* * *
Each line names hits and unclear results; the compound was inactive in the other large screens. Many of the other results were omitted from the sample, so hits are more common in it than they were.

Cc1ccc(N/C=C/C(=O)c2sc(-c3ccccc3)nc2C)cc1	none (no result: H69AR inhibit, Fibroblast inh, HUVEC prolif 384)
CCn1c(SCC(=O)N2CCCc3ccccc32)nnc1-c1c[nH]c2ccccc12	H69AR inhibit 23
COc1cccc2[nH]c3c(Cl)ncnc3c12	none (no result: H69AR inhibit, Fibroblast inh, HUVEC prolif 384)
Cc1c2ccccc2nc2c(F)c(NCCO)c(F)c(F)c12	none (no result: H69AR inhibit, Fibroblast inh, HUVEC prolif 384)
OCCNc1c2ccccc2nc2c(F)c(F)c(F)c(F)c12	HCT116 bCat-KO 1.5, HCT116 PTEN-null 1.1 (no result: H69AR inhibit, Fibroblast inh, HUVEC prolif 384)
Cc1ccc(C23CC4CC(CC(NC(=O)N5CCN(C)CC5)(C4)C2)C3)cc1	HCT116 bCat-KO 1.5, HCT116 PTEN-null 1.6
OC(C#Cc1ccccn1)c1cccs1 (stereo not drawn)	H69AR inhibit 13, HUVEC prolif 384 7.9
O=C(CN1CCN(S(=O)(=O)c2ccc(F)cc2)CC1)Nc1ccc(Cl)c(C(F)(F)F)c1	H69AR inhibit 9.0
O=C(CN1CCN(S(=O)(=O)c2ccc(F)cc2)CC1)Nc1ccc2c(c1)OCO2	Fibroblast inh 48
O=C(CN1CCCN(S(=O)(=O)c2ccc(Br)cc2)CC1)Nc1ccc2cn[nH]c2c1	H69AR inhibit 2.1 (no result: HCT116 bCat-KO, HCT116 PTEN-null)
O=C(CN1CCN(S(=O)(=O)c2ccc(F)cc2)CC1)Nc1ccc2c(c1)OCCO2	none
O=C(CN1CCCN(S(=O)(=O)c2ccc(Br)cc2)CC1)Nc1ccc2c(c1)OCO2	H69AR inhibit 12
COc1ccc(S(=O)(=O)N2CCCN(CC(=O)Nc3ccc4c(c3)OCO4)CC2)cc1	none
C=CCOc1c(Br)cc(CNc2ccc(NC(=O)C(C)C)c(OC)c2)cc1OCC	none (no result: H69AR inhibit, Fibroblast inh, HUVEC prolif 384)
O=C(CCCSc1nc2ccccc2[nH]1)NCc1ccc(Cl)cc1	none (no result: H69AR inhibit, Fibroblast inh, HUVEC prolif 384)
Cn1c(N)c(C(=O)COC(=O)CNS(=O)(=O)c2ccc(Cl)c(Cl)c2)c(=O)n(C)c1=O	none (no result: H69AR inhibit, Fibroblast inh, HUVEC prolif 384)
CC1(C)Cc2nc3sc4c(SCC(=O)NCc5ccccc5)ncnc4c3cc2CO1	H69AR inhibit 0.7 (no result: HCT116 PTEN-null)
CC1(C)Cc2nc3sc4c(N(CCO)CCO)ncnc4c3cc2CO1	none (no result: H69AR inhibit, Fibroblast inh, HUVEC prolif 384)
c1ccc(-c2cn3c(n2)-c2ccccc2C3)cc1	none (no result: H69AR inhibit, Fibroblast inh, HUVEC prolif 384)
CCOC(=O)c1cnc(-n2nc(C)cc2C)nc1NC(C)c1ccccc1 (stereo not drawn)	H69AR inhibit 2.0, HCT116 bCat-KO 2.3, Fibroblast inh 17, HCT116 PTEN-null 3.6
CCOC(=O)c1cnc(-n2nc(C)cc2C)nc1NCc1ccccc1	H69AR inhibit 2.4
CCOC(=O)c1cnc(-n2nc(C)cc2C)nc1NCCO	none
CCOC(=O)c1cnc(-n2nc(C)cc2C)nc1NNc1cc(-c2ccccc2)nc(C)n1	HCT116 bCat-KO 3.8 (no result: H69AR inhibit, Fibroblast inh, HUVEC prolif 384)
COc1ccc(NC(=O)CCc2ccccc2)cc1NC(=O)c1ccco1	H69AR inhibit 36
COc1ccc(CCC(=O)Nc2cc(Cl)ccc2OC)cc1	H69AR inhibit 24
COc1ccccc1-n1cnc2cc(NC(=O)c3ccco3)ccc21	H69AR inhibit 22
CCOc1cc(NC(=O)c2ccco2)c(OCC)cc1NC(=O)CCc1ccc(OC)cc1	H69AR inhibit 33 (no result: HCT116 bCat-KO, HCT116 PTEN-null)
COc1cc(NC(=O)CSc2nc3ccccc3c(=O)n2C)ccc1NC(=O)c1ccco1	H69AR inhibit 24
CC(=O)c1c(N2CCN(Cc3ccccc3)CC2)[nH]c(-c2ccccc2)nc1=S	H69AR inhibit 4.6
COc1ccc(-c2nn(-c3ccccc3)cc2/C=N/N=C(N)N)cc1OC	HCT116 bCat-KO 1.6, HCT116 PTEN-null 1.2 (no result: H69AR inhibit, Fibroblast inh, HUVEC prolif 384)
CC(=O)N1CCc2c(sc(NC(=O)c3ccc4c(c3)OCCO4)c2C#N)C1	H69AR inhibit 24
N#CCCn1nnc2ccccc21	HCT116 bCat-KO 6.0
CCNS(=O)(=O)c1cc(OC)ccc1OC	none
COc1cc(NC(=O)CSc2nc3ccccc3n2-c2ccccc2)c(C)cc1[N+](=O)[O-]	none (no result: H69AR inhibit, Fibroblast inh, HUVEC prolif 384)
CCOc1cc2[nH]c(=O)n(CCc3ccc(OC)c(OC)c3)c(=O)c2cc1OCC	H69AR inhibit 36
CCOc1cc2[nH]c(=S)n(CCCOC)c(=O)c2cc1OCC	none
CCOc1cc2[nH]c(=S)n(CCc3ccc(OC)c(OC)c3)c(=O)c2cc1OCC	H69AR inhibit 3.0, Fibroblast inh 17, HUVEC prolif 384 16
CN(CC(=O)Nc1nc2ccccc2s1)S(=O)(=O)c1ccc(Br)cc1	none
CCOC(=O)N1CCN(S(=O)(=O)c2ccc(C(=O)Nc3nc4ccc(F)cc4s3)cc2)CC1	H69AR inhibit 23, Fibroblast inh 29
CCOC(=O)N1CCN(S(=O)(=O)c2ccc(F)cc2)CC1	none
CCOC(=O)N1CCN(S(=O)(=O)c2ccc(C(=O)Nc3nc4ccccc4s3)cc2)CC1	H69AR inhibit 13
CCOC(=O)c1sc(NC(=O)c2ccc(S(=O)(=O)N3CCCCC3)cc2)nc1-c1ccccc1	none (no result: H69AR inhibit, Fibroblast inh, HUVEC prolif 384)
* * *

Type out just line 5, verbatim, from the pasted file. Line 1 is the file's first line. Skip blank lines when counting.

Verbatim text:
Cc1c2ccccc2nc2c(F)c(NCCO)c(F)c(F)c12	none (no result: H69AR inhibit, Fibroblast inh, HUVEC prolif 384)